Book 4
Empire of Ivory
This book was actually quite exciting. There's a sickness going around the dragons and it causes a long, protracted death. England does not have dragons to spare, so Laurence and Temeraire go off to find a cure. Once the cure is obtained, our intrepid duo go off to commit treason and make sure dragons in France get the cure, too.

Meanwhile, the relationship between our dragon and his handler is very touching. It's clear that each would die for the other and it might actually come to that. The very literal parallels between the treatment of slaves and the treatment of dragons are interesting to examine. We spend a lot of time on boats (again!) and it's interesting to see how Laurence, whose family is very anti-slavery, deals with issues related to slavery and pro-slavery individuals, especially the captain of the dragon transport ship.  Unlike the third book in the series, this book left me incredibly excited to get the next book from the library.

Book 5
Victory of Eagles
This book is the fallout book. After committing treason, Laurence is locked away, Temeraire is sent to a breeding grounds where he is suitably bored and worried about Laurence. Laurence's feelings of  shame regarding the treason are real. I admire Novik for really digging in on the fact that taking the morally righteous action has serious consequences for Laurence and Temeraire. This is the low point for our duo, who are eventually taken out of their confinements to do menial tasks. Laurence loses all of his money due to a lawsuit because he freed some slaves in a previous book (the right thing never pays off for Laurence) and he loses his job in the aviation corps.  He's isolated from friends and family and frankly, as I'm writing this, I see more and more parallels to the fifth Harry Potter book.

Laurence and Temeraire manage to take London back from Napoleon, though, so they do eke out a victory.  Now they're being sent off to Australia and I can only imagine we'll be back on a boat for most of the next book and then be poisoned by the famously deadly Australian wildlife.

Book 6
Tongues of Serpents
Australia. This is the Australia book. It's fine. We get a couple of new dragons and I really admire how Novik is able to give each dragon its own personality.  It feels like Novik grew up on a farm with a half a dozen dogs and each of those dogs had its own unique relationship with her. I love the dragons.  But otherwise, I don't know what to think about this book. We ran around the Australian Outback, chasing eggs, and attempting to stay alive despite no water and lots of dangerous beasties.  Eh. You know I'll go back for more dragons.

Book 7
Crucible of Gold
You guys! Something, something, war plot, and Laurence and Temeraire, Granby and Iskierka, and Kulingile and Demane end up heading to Brazil. One the way, their ship catches fire due to some unsavory sailors from Australia (you know they're all criminals, right?), and they end up being captured by a French vessel. The French deposit them on a small island our crew figures out a way out (I felt a lot like I was reading parts of In the Heart of the Sea, which is beloved to me). Then there are political machinations and they eventually find their way to Rio de Janiero, free some (more!) slaves, and then learn that their loyal cook was actually a servant to the Chinese prince who has been spying on our boys. We're going back to China in the next book!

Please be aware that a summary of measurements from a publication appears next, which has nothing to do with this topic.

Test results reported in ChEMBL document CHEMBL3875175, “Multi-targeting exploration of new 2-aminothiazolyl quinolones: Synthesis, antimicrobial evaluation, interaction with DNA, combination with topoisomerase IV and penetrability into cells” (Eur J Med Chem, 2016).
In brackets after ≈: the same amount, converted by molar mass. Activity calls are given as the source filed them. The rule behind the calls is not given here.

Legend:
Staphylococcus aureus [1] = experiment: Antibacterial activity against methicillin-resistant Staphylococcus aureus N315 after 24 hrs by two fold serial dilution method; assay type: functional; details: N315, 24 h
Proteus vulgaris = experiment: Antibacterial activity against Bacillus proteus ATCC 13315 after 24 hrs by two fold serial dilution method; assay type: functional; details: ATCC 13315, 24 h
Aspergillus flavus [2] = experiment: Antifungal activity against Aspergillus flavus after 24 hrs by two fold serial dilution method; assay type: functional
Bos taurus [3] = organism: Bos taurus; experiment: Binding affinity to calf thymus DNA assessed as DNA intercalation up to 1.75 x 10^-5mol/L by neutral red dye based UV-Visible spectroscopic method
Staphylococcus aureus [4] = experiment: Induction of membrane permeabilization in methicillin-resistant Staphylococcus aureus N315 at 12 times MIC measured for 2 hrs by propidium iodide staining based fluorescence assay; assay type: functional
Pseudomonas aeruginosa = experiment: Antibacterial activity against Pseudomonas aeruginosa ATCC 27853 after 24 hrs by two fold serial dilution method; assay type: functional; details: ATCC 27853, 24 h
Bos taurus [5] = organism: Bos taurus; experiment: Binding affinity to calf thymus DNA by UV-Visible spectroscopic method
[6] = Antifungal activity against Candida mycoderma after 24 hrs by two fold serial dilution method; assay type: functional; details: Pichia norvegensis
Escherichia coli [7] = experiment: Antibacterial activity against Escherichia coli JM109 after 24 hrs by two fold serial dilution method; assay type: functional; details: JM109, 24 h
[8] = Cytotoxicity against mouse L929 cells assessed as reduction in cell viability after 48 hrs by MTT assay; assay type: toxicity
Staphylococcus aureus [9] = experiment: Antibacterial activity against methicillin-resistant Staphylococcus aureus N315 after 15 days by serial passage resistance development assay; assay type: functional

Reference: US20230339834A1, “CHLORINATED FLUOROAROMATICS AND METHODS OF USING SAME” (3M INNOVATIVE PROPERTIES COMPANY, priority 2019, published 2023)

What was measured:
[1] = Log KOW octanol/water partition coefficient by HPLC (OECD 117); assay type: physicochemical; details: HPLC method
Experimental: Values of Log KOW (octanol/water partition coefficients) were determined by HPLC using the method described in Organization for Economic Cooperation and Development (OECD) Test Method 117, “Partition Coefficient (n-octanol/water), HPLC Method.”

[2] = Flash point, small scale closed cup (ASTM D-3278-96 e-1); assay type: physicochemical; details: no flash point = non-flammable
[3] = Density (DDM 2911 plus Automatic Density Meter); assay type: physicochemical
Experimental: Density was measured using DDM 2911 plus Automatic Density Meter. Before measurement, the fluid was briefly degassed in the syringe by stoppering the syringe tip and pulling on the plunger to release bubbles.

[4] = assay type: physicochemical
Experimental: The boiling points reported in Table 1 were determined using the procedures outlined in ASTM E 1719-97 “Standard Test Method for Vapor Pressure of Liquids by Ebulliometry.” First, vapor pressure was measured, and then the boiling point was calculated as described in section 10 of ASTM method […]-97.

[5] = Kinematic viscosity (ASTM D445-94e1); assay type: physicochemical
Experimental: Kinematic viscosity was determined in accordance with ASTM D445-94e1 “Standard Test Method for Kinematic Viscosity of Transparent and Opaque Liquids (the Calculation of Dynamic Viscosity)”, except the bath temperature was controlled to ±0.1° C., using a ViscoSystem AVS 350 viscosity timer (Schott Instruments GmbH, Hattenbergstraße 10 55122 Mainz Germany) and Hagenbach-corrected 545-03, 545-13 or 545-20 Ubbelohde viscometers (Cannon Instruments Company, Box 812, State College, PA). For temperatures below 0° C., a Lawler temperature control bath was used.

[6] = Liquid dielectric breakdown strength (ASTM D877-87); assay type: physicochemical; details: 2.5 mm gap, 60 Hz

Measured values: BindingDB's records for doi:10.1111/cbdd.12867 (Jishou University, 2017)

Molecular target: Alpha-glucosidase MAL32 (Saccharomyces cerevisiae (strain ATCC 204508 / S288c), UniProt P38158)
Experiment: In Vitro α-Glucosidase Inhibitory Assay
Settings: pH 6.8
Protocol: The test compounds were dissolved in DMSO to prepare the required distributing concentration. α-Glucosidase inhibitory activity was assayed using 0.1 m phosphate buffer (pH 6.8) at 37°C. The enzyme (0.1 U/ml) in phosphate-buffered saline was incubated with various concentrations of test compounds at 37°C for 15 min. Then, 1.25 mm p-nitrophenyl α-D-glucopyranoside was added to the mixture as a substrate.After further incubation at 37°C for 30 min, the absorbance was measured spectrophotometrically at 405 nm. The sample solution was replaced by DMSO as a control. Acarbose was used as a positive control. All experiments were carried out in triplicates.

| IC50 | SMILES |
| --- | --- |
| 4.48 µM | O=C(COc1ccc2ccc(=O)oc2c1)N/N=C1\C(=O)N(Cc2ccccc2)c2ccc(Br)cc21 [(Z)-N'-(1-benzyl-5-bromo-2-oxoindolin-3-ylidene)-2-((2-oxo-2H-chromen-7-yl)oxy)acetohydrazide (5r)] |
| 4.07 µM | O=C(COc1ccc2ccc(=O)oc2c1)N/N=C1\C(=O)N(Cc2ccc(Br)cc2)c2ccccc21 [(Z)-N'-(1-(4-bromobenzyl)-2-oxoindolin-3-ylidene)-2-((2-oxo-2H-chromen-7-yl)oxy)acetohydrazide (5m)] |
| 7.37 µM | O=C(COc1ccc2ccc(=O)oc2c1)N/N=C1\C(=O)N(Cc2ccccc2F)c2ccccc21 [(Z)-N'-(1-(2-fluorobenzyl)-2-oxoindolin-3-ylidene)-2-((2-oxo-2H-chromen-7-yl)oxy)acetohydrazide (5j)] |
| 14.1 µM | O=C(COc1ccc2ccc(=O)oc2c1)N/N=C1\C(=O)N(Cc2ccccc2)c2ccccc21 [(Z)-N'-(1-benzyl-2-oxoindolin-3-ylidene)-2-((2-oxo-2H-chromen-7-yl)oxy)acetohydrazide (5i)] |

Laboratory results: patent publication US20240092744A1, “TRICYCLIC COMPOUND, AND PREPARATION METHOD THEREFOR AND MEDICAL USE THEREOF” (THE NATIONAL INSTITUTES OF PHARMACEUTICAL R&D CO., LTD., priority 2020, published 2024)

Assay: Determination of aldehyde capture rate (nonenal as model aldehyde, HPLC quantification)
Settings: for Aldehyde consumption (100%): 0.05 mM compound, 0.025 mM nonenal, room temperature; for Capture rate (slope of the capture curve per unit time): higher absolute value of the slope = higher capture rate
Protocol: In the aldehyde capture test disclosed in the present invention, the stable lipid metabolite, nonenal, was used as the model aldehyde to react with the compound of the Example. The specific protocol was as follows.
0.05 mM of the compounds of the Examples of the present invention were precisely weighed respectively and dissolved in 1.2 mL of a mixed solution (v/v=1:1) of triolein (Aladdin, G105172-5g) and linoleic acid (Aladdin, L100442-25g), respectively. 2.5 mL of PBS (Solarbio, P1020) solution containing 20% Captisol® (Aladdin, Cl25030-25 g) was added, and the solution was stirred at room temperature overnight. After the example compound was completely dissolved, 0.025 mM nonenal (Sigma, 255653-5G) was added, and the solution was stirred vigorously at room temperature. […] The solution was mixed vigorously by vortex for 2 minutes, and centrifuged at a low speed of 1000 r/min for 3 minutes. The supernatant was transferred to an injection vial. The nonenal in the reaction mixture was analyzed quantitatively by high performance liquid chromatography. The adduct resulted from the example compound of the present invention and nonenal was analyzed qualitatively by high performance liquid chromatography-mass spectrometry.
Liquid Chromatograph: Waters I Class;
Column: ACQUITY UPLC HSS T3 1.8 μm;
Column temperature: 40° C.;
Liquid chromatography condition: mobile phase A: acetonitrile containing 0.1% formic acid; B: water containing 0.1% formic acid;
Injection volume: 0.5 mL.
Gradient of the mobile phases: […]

This book was so good. The plot kept moving and we  weren't on the home front of a lot of battling, so we didn't have to deal with a lot of the ins and outs of battle formations. There were lots and lots of new dragons, an exciting escapade on the sea, and skulduggery and espionage. What more could a girl ask for in a book about dragons?

Book 8
Blood of Tyrants
 What is even happening in this series? It's like every other book is good. I will call this the amnesia book. Laurence gets amnesia in a shipwreck that happened in between this book and Crucible of God as our heroes attempted to get to China. He is separated from Temeraire and we spend the first third of the book trying to reunite those two, a third of the book in China trying to prove that our heroes aren't bad guys, and another third of the book in Russia with battle after boring battle. I was less than thrilled with this book. Remember that Laurence has amnesia this whole time and doesn't remember any of the events of the previous seven books. Does that sound annoying to you? Yes, yes it was. If the next book wasn't the last book in the series, I would have given up on Novik at this point.

Book 9
League of Dragons
I was excited for this book because this series has been reliably consistent in its every other book is a good book-ness And it was a good book!  It wrapped up everything in a nice bow for me. I feel quite satisfied with the ending of the novel and the series.  There are some gaping holes left (whatever of that villainous white Celestial dragon, Lien?), but overall I was so happy to be spending time with my guys, winning the war and fighting the bad guys. I was pleased that the rights of dragons will no longer be ignored and that Temeraire will have a purpose in life once Laurence inevitably dies before the dragon does. I enjoyed the new baby dragon.  Thumbs on this book.

Overall, this series is quite hit or miss, but in general I loved the way Novik depicted the dragons. They all had individual quirks and mannerisms and their characters were, in many ways, better developed than the people. We read the first book for my book club some months ago and the veterinarian in my club, who is not normally a reader of fantasy or science fiction, was amused that this was simply a "boy and his dog" type of book.  If you like to think about the inner lives of animals, this might be the series for you.  But if you take your history seriously, this light-hearted view of the Napoleonic wars might not be for you.